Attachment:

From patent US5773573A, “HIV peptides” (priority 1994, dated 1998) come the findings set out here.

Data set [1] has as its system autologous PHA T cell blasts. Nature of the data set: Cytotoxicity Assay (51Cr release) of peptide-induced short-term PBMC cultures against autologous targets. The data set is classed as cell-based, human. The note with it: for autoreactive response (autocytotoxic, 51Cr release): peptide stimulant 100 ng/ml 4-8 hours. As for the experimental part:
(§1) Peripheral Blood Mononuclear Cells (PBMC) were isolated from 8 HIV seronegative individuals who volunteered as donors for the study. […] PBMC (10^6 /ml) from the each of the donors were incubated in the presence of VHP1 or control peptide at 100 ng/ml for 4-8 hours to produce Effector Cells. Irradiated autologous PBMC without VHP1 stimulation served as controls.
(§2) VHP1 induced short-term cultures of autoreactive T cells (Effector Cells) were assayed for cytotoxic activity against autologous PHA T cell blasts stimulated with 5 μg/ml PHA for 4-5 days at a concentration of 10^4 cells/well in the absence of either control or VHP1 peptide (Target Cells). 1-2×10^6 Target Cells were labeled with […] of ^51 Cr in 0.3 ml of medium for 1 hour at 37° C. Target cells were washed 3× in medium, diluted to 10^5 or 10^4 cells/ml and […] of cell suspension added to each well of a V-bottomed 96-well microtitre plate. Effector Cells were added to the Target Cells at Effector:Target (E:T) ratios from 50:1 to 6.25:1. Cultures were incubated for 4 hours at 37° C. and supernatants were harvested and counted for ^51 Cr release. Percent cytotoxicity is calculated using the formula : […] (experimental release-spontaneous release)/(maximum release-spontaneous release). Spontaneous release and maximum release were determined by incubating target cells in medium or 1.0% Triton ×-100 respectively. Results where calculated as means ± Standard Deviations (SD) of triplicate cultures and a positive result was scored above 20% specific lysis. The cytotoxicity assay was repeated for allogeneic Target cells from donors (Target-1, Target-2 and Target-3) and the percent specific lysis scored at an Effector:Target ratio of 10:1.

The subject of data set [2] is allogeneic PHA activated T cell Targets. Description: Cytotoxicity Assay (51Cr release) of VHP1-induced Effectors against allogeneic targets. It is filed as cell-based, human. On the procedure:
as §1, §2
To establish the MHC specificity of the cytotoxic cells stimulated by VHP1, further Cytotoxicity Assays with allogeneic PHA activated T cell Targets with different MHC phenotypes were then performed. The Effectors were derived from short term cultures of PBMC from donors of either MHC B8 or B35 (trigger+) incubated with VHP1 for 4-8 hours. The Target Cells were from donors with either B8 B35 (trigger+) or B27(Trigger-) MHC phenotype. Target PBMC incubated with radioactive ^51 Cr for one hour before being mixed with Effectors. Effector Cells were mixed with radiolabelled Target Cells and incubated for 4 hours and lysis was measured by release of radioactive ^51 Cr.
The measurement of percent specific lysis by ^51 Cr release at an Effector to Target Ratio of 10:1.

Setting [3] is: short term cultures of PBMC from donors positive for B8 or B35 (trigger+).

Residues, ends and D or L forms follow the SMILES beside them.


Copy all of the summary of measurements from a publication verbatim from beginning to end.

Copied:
From patent US5773573A, “HIV peptides” (priority 1994, dated 1998) come the findings set out here.

Data set [1] has as its system autologous PHA T cell blasts. Nature of the data set: Cytotoxicity Assay (51Cr release) of peptide-induced short-term PBMC cultures against autologous targets. The data set is classed as cell-based, human. The note with it: for autoreactive response (autocytotoxic, 51Cr release): peptide stimulant 100 ng/ml 4-8 hours. As for the experimental part:
(§1) Peripheral Blood Mononuclear Cells (PBMC) were isolated from 8 HIV seronegative individuals who volunteered as donors for the study. […] PBMC (10^6 /ml) from the each of the donors were incubated in the presence of VHP1 or control peptide at 100 ng/ml for 4-8 hours to produce Effector Cells. Irradiated autologous PBMC without VHP1 stimulation served as controls.
(§2) VHP1 induced short-term cultures of autoreactive T cells (Effector Cells) were assayed for cytotoxic activity against autologous PHA T cell blasts stimulated with 5 μg/ml PHA for 4-5 days at a concentration of 10^4 cells/well in the absence of either control or VHP1 peptide (Target Cells). 1-2×10^6 Target Cells were labeled with […] of ^51 Cr in 0.3 ml of medium for 1 hour at 37° C. Target cells were washed 3× in medium, diluted to 10^5 or 10^4 cells/ml and […] of cell suspension added to each well of a V-bottomed 96-well microtitre plate. Effector Cells were added to the Target Cells at Effector:Target (E:T) ratios from 50:1 to 6.25:1. Cultures were incubated for 4 hours at 37° C. and supernatants were harvested and counted for ^51 Cr release. Percent cytotoxicity is calculated using the formula : […] (experimental release-spontaneous release)/(maximum release-spontaneous release). Spontaneous release and maximum release were determined by incubating target cells in medium or 1.0% Triton ×-100 respectively. Results where calculated as means ± Standard Deviations (SD) of triplicate cultures and a positive result was scored above 20% specific lysis. The cytotoxicity assay was repeated for allogeneic Target cells from donors (Target-1, Target-2 and Target-3) and the percent specific lysis scored at an Effector:Target ratio of 10:1.

The subject of data set [2] is allogeneic PHA activated T cell Targets. Description: Cytotoxicity Assay (51Cr release) of VHP1-induced Effectors against allogeneic targets. It is filed as cell-based, human. On the procedure:
as §1, §2
To establish the MHC specificity of the cytotoxic cells stimulated by VHP1, further Cytotoxicity Assays with allogeneic PHA activated T cell Targets with different MHC phenotypes were then performed. The Effectors were derived from short term cultures of PBMC from donors of either MHC B8 or B35 (trigger+) incubated with VHP1 for 4-8 hours. The Target Cells were from donors with either B8 B35 (trigger+) or B27(Trigger-) MHC phenotype. Target PBMC incubated with radioactive ^51 Cr for one hour before being mixed with Effectors. Effector Cells were mixed with radiolabelled Target Cells and incubated for 4 hours and lysis was measured by release of radioactive ^51 Cr.
The measurement of percent specific lysis by ^51 Cr release at an Effector to Target Ratio of 10:1.

Setting [3] is: short term cultures of PBMC from donors positive for B8 or B35 (trigger+).

Residues, ends and D or L forms follow the SMILES beside them.